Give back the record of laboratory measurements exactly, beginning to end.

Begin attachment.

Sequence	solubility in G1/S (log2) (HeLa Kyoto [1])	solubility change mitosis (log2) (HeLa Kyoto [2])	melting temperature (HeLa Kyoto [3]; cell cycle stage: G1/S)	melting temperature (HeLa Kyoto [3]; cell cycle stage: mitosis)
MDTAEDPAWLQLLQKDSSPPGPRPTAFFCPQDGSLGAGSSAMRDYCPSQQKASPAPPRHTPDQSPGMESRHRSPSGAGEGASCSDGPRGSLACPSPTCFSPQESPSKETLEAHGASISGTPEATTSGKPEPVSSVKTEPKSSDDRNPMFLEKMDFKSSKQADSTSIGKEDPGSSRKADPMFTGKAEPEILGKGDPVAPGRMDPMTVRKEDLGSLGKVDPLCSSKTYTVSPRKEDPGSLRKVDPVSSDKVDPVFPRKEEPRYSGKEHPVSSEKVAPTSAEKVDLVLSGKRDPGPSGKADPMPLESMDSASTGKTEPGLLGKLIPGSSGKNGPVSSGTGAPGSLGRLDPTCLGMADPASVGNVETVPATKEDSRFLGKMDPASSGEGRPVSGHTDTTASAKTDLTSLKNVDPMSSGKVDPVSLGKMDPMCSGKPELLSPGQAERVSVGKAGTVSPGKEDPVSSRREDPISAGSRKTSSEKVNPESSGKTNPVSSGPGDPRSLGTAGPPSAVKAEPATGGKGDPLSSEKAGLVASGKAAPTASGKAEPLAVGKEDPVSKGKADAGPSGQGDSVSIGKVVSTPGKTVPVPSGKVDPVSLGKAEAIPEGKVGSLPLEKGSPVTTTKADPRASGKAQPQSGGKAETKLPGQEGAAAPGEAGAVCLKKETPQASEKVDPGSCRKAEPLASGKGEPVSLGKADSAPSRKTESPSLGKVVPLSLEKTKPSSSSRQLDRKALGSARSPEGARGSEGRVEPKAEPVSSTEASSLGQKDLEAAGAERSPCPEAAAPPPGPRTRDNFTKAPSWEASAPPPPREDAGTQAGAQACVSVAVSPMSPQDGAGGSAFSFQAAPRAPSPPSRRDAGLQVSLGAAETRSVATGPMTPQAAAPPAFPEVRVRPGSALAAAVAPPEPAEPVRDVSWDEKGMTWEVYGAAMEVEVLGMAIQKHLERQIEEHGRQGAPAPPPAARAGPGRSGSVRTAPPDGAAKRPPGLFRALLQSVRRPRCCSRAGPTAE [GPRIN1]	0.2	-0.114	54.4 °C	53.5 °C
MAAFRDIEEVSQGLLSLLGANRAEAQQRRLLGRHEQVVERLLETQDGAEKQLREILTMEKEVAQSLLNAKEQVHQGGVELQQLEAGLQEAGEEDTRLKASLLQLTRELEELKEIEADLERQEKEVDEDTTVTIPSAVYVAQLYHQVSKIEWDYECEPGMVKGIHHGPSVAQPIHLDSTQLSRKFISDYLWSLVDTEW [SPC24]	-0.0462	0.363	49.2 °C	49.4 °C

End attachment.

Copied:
Sequence	solubility in G1/S (log2) (HeLa Kyoto [1])	solubility change mitosis (log2) (HeLa Kyoto [2])	melting temperature (HeLa Kyoto [3]; cell cycle stage: G1/S)	melting temperature (HeLa Kyoto [3]; cell cycle stage: mitosis)
MDTAEDPAWLQLLQKDSSPPGPRPTAFFCPQDGSLGAGSSAMRDYCPSQQKASPAPPRHTPDQSPGMESRHRSPSGAGEGASCSDGPRGSLACPSPTCFSPQESPSKETLEAHGASISGTPEATTSGKPEPVSSVKTEPKSSDDRNPMFLEKMDFKSSKQADSTSIGKEDPGSSRKADPMFTGKAEPEILGKGDPVAPGRMDPMTVRKEDLGSLGKVDPLCSSKTYTVSPRKEDPGSLRKVDPVSSDKVDPVFPRKEEPRYSGKEHPVSSEKVAPTSAEKVDLVLSGKRDPGPSGKADPMPLESMDSASTGKTEPGLLGKLIPGSSGKNGPVSSGTGAPGSLGRLDPTCLGMADPASVGNVETVPATKEDSRFLGKMDPASSGEGRPVSGHTDTTASAKTDLTSLKNVDPMSSGKVDPVSLGKMDPMCSGKPELLSPGQAERVSVGKAGTVSPGKEDPVSSRREDPISAGSRKTSSEKVNPESSGKTNPVSSGPGDPRSLGTAGPPSAVKAEPATGGKGDPLSSEKAGLVASGKAAPTASGKAEPLAVGKEDPVSKGKADAGPSGQGDSVSIGKVVSTPGKTVPVPSGKVDPVSLGKAEAIPEGKVGSLPLEKGSPVTTTKADPRASGKAQPQSGGKAETKLPGQEGAAAPGEAGAVCLKKETPQASEKVDPGSCRKAEPLASGKGEPVSLGKADSAPSRKTESPSLGKVVPLSLEKTKPSSSSRQLDRKALGSARSPEGARGSEGRVEPKAEPVSSTEASSLGQKDLEAAGAERSPCPEAAAPPPGPRTRDNFTKAPSWEASAPPPPREDAGTQAGAQACVSVAVSPMSPQDGAGGSAFSFQAAPRAPSPPSRRDAGLQVSLGAAETRSVATGPMTPQAAAPPAFPEVRVRPGSALAAAVAPPEPAEPVRDVSWDEKGMTWEVYGAAMEVEVLGMAIQKHLERQIEEHGRQGAPAPPPAARAGPGRSGSVRTAPPDGAAKRPPGLFRALLQSVRRPRCCSRAGPTAE [GPRIN1]	0.2	-0.114	54.4 °C	53.5 °C
MAAFRDIEEVSQGLLSLLGANRAEAQQRRLLGRHEQVVERLLETQDGAEKQLREILTMEKEVAQSLLNAKEQVHQGGVELQQLEAGLQEAGEEDTRLKASLLQLTRELEELKEIEADLERQEKEVDEDTTVTIPSAVYVAQLYHQVSKIEWDYECEPGMVKGIHHGPSVAQPIHLDSTQLSRKFISDYLWSLVDTEW [SPC24]	-0.0462	0.363	49.2 °C	49.4 °C